- Forms listing other debts, including legal claims against the person, government taxes owed or family support owed, as well as credit car and medical bills;
- Forms listing contracts and leases;
- Forms listing co-debtors who are on the person's loans or debts;
- Forms listing income and job information;
- Forms listing the person's monthly expenses; and
- Forms setting out the person's financial affairs.
How to Obtain Case Information
Most bankruptcy court filings are public information, open to viewing not just by debtors, but also by members of the public. Whether you want information on your own filings or you want information on another filing, you will need this information: a case number, a complete name or a SSN or tax identification number. With that information, you can get access to bankruptcy information by telephone, in person or online. You can also obtain copies of bankruptcy documents as well as certified copies of bankruptcy documents.
If you have access to a telephone, you can make a toll-free call to the automated Voice Case Information System of the bankruptcy court. The number to call is 866-222-8029. This is convenient because there are no office hours to worry about. You can call at any hour of any day, even Christmas at midnight. The automated system provides these types of information about a case:
- a bankruptcy case number
- the name of the debtor
- the date the case was filed
- whether it was voluntary or involuntary
- the chapter the petition was filed under
- the name of the judge
- the significant dates, like the discharge date
- whether assets exist
- the status
- the disposition
Are you wondering: "How do I find my bankruptcy case number online?" You can do it with PACER. Access bankruptcy information online using the Public Access to Court Electronic Records system, also called PACER. This is a web-based system allowing internet users to open a PACER account and look up, look at and print bankruptcy case documents. Is there a fee? Yes, there is. You'll pay a modest fee for every page you review. You can find PACER information, including instructions for signing up, on the website of the bankruptcy courts.
If you live in a city in California close to the bankruptcy court, you can walk right in and use the public access terminals in each Bankruptcy Court divisional office. Is there a fee? No, there is absolutely no fee for this service. But you will need to find out the business hours and visit during open hours.
How to Obtain Paper Copies
If you need paper copies of bankruptcy documents, it is entirely possible to get them. You can ask for them in person, order them by mail, or look them up on the PACER system and print them. You'll need to have a bankruptcy case number to order documents. If it's your own case, you surely have a filing in your possession with the number. Otherwise, you can get bankruptcy case numbers by phoning the bankruptcy court's Voice Case Information System at 866-222-8029. You can also get the number from a public access terminal in the divisional office of any bankruptcy court.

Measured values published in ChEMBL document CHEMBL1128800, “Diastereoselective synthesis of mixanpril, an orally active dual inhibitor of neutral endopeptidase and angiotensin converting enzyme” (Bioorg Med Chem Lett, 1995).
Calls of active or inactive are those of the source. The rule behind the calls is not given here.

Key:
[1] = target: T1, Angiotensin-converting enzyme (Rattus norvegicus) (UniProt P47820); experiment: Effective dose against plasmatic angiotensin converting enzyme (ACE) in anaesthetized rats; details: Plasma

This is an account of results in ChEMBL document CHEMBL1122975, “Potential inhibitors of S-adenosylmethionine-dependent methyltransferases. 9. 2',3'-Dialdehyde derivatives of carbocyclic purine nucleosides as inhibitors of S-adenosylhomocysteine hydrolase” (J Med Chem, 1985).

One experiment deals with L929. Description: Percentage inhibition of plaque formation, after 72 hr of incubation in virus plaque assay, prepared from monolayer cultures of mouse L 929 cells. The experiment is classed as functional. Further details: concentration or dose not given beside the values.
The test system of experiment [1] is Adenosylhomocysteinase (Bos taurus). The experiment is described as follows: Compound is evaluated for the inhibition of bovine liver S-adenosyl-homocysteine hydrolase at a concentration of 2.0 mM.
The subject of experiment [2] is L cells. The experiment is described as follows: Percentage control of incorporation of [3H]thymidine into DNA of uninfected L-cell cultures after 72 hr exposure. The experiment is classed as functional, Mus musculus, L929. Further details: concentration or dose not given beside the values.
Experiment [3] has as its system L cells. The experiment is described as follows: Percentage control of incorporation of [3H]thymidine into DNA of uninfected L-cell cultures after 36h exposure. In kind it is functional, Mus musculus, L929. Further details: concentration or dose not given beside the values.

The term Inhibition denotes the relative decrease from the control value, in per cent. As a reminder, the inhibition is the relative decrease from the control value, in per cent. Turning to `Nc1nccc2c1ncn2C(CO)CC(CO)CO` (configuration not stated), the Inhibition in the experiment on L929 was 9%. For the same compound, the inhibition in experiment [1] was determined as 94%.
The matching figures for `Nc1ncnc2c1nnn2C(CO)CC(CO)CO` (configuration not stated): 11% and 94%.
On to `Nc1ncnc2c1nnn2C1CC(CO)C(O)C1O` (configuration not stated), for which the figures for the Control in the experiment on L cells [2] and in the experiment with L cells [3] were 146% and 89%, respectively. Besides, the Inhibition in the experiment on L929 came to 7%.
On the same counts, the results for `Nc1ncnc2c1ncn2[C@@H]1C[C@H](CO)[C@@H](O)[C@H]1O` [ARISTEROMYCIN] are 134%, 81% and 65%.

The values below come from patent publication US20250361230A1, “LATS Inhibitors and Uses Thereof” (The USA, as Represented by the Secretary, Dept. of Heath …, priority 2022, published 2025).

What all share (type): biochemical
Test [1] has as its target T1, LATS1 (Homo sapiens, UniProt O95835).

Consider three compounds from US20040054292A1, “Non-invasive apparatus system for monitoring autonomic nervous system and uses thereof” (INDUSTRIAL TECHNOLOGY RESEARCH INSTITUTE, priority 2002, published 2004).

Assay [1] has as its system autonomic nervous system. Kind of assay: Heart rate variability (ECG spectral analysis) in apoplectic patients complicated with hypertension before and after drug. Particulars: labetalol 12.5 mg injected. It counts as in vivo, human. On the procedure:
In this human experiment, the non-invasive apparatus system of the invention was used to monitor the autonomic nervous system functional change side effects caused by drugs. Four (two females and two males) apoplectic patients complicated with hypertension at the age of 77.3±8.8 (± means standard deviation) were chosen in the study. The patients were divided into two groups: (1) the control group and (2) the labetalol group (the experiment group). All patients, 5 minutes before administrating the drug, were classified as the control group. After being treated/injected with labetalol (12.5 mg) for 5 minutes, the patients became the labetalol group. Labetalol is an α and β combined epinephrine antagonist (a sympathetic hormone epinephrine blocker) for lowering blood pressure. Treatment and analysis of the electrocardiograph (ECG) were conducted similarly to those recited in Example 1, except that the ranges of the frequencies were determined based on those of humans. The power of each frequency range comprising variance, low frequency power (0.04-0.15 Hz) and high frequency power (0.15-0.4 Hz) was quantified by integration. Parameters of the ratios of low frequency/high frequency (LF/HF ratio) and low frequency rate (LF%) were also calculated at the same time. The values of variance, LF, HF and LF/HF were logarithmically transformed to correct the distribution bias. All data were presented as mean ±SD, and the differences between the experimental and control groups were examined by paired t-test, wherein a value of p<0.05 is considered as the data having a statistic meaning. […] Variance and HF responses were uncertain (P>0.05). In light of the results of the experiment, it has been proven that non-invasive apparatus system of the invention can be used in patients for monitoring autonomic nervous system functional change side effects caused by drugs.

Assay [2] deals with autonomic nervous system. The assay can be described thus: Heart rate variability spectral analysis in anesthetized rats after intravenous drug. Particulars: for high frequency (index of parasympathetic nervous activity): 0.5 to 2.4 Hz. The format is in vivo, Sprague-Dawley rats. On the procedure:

Although the contact and information is free and the call won't cost you anything, you may have to pay modest per-page fees for photocopying the documents. In some cases, you may also need to pay for the clerk to search the court records. Call the court and ask about what fees apply for the copies you want to make.
In some cases, you may want certified copies of bankruptcy documents. Certified copies are those stamped by the clerk to verify that they are true and correct copies of the original documents. You can get certified copies of bankruptcy documents either in person or by mail from the office where the bankruptcy case was filed. Again, you'll need a bankruptcy case number as well as the docket number of the document to be certified. Docket numbers are those numbers listed on the official court docket. You can get them from the public access terminal in a bankruptcy court office or through the PACER system.
You'll also need the bankruptcy case number and the debtor's name and phone number. There are fees for certified copies of documents. Once you submit your request, the bankruptcy clerk will contact you to let you know the fees you will be charged. You'll need to pay with a cashier's check or U.S. Postal Service money orders made payable to the United States Bankruptcy Court.
Do not send cash or personal checks when paying for certified documents.
Retrieving Old Bankruptcy Cases
If a bankruptcy case has been closed for a year or longer, you may not be able to get copies over PACER or in the active court files. These cases may be found in the National Archives and Records Administration (NARA) in Perris, California.
Contact the clerk of court in the bankruptcy division where the case was heard. If it was transferred to archives, you'll need some information from the clerk in order to retrieve it or to obtain copies. That information includes a transfer number, a location number and a box number. You can get that information either in person, by phone or by writing to the Records Department of the divisional office where the bankruptcy case was filed.
Once you get that information, request the records from NARA directly. Go to the NARA website to get the specifics on how to place that request and the fees involved.